Zoetis Award for Research Excellence

Zoetis Award for Research Excellence

The purpose of this award is to foster innovative research, on which the scientific advancement of the profession depends, by recognizing outstanding research effort and productivity. Each year a UC Davis School of Veterinary Medicine faculty member is honored with the Zoetis Award for Research Excellence. The School's Office of Research and Graduate Education accepts nominations for consideration by the Research Committee.


Nicole BaumgarthNicole Baumgarth 2018 Zoetis Excellence in Research Award

Pofessor Nicole Baumgarth receives the 2018 Zoetis Excellence in Research Award for her outstanding research on the regulation of B-cell responses during inflammation. She has characterized a subset B-cell population in mice, termed B-1 cells, which function in response to innate stimuli, including recent demonstration of the role of the IgM receptor FcmR in differentiation between B1 and B2 subsets. The significance of this work extends into antibody-mediated autoimmunity, where she continues to probe the roles of secreted IgM in normal B cell development and selection.

Dr. Baumgarth received her DVM from the University of Veterinary Medicine Hannover, Germany, followed by her PhD in the laboratory of Dr. Klaus Petzoldt, also at Hannover. Following post-doctoral fellowships in the Queensland Institute of Medical Research (Australia) and Stanford University School of Medicine, she was hired at UC Davis in 2000, and is a faculty member in the department of Pathology, Microbiology, and Immunology. She has previously received awards from the Keystone research symposia and has been a Chancellor’s Fellow.

Dr. Baumgarth studies the role of B-cell immune responses using models of influenza infection and infection by Borrelia burgdorferi, the causative agent of Lyme disease. She has authored over 90 scientific papers, with over 5300 citations. Many of these publications are in high-impact journals, such as Nature Immunology and the Journal of Immunology.  She has served as the Principal Investigator for nine active or completed R01 grants through the NIAID.  In addition to maintaining an NIH funded laboratory she has also served on, and chaired, NIH Study Sections.

Dr. Baumgarth actively mentors young scientists as the principal investigator for the NIH T32 program for the Comparative Medical Science Training Program, which was recently renewed while under her leadership. Dr. Baumgarth is a tireless advocate for women and veterinarians as PI investigators in basic science. She constantly challenges not only her trainees, but every trainee she interacts with, to strive for excellence and to demonstrate a deep understanding of their work.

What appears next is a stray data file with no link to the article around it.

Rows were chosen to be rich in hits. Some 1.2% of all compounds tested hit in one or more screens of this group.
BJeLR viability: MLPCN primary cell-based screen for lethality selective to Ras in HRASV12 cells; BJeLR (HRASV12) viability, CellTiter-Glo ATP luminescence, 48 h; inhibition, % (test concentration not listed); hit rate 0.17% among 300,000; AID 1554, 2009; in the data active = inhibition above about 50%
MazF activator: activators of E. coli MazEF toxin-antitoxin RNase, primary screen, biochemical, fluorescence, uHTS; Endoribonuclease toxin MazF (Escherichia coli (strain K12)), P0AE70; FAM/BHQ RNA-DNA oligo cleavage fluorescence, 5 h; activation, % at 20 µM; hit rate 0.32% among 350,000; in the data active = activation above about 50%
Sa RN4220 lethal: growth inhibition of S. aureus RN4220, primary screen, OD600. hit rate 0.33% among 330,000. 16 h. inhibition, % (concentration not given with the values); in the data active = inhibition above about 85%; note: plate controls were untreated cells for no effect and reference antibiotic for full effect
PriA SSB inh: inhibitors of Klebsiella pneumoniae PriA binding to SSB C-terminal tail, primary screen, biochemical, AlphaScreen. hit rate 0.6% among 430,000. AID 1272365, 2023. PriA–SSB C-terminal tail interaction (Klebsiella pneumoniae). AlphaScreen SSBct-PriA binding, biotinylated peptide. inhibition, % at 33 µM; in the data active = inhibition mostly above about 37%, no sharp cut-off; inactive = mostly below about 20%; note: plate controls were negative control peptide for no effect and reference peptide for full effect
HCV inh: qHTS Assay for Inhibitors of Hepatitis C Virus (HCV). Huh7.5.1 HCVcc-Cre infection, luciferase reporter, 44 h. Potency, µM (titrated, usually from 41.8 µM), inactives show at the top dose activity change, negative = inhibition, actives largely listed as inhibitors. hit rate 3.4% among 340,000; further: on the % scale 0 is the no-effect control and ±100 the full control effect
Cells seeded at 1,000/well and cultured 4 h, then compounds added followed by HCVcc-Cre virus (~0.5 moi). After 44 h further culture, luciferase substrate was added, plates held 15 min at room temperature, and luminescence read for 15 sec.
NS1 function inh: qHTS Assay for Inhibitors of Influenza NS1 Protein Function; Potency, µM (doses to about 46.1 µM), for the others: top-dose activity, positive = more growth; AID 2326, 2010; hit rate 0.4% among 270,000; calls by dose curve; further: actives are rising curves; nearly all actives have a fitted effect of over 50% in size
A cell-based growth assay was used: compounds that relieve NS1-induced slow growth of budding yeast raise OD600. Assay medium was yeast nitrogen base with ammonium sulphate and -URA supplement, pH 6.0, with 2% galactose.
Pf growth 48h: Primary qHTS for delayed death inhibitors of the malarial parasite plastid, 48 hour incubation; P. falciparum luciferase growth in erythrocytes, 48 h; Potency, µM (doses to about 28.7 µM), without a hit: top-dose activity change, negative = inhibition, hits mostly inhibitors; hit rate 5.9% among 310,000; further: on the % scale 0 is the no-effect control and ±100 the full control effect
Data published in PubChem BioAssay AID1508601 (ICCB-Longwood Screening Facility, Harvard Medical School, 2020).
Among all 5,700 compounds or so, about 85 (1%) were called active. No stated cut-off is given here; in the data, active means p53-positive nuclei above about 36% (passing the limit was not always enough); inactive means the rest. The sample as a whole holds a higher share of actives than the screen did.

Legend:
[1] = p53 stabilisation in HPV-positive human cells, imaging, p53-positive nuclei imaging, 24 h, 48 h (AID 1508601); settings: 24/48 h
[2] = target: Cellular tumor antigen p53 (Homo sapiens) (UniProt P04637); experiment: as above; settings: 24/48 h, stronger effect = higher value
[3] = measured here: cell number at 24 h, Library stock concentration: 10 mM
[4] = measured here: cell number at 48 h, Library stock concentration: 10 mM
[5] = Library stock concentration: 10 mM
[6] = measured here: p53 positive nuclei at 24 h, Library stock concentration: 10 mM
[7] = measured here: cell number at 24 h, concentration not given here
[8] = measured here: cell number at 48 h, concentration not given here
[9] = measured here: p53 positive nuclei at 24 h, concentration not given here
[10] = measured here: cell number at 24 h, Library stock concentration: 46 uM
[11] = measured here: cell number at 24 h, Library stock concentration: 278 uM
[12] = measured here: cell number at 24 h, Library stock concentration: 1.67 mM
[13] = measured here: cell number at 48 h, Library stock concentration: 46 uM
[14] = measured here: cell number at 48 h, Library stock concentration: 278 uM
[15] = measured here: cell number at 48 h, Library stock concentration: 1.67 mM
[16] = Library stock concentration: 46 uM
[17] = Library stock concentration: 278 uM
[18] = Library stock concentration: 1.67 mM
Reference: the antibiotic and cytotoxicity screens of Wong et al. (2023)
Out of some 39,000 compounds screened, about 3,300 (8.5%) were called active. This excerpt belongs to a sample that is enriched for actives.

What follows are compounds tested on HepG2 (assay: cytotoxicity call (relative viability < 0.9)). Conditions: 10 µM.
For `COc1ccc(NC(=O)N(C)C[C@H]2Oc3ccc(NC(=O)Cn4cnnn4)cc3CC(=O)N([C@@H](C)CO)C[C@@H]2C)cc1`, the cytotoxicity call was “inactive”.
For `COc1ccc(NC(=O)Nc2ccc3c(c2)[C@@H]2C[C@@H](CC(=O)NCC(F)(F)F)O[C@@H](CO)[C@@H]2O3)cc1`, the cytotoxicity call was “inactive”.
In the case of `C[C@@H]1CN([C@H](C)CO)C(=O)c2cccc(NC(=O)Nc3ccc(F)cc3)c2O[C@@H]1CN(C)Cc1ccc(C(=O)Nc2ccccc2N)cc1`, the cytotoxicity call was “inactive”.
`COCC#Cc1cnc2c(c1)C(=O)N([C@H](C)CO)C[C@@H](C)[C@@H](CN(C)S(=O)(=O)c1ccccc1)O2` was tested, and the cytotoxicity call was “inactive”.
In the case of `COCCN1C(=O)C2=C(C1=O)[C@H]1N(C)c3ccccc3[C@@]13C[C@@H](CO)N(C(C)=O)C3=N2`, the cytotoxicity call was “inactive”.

Janet E. FoleyJanet E. Foley 2018 Zoetis Excellence in Research Award

Professor Janet Foley receives the 2018 Zoetis Excellence in Research Award for her exceptional research at the interface between ecology and epidemiology. Her research program studies how community complexity contributes to disease persistence and emergence, and how causal factors are modified by anthropogenic change.

Dr. Foley received BA and MS degrees from George Mason University before receiving her DVM (‘93) and PhD (’97) from UC Davis. She joined the school’s faculty in 2000, and is a member of the department of Medicine and Epidemiology. Foley’s mentoring skills and passion for research make her lab a top choice for incoming students. She has served as Director of the Center for Vectorborne Diseases and is the incoming Chair of the Master of Preventive Veterinary Medicine Program.

Dr. Foley’s research is notable for both its breadth and its depth, with a particular emphasis on the study of tick-borne diseases and disease emergence in the western US and in Mexico. Her research includes assessments of various animal species' health in the wild and management of disease and other stressors in endangered and threatened species, such as the American pika, the endangered Amargosa vole, and the endangered San Joaquin kit fox.

As one example, Foley’s recent studies of the Amargosa voles, which are a subspecies of the California vole, have yielded new insights into their population dynamics and vulnerability to extinction. She has studied ectoparasites and infectious diseases that threaten the voles. Foley and her students have also discovered a tick on the voles that appears to be a previously undescribed member of the genus Ixodes.

Foley has authored more than 240 publications in high impact journals involving international collaborations from multiple countries. She is unquestionably on the short list of the top experts on tick-borne diseases affecting human and animal health in the western United States serving as resource for CDC, the California Department of Public Health, and many other federal and state partners on the topic of tick-borne disease.  She leads tick-borne disease research for the Pacific Southwest Center of Excellence in Vector-Borne Diseases.


  • Past recipients of the Zoetis Award for Research Excellence
  • 2017  Helen E. Raybould
    2016  Jonna Mazet
    2015  Pam Lein
    2014  Dori Borjesson
    2013  Paul Russell
    2012  Peter Dickinson
    2011  Ian Gardner
    2010  Xinbin Chen
    2009  Gino Cortopassi
    2008  Stephen Barthold
    2007  Susan Stover
    2006  Alan Conley / Reen Wu
    2005  Edward Robert Atwill
    2004  Charles Plopper
    2003  N. James MacLachlan
    2002  Eugene Steffey
    2001  Laurel Gershwin
    2000  Alan Buckpitt
    1999  Dallas Hyde / Peter Moore
    1998  Patricia Conrad
    1997  Isaac Pessah
    1996  John Madigan
    1995  Quinton Rogers / James Morris
    1994  NONE
    1993  Edward Feldman
    1992  James Cullor
    1991  Richard Yamamoto
    1990  Bennie Osburn
    1989  Shri Giri
    1988  Tilahun Yilma
    1987  Niels Pedersen
    1986  Ronald Hedrick